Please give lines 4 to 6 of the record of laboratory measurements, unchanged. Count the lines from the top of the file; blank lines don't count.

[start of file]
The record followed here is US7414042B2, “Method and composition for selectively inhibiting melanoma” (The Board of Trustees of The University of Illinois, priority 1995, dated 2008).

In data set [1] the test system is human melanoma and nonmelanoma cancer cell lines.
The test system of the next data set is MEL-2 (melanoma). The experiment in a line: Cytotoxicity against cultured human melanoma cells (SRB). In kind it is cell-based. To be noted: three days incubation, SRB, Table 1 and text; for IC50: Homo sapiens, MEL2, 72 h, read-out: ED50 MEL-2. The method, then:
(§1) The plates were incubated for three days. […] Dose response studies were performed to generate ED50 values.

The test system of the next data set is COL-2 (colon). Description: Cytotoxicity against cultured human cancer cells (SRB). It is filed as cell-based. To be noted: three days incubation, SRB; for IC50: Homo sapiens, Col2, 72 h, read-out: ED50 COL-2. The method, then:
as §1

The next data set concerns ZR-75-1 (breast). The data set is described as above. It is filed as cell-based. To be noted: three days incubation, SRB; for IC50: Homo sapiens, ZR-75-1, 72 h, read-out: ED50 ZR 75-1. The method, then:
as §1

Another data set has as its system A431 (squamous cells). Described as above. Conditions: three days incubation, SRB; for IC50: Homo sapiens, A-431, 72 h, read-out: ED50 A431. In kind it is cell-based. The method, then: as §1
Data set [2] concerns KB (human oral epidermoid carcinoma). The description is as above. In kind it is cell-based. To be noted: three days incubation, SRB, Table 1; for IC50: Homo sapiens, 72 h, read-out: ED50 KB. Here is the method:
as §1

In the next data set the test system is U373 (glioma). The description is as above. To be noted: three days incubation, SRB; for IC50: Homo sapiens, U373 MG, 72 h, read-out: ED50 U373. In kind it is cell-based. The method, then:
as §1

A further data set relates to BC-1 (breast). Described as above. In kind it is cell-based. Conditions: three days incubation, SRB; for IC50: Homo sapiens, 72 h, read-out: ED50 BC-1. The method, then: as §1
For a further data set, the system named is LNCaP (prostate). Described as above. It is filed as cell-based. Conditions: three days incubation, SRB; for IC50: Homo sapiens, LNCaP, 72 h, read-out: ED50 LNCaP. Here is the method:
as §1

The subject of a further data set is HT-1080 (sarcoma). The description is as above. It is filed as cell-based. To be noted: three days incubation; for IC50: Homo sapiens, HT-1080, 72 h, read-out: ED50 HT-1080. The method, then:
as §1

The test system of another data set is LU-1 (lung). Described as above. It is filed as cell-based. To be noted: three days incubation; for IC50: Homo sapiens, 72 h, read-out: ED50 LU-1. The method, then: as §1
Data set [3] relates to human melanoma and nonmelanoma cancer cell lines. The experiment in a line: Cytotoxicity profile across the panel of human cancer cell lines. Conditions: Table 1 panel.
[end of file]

(§1) The plates were incubated for three days. […] Dose response studies were performed to generate ED50 values.

The test system of the next data set is COL-2 (colon). Description: Cytotoxicity against cultured human cancer cells (SRB). It is filed as cell-based. To be noted: three days incubation, SRB; for IC50: Homo sapiens, Col2, 72 h, read-out: ED50 COL-2. The method, then:
as §1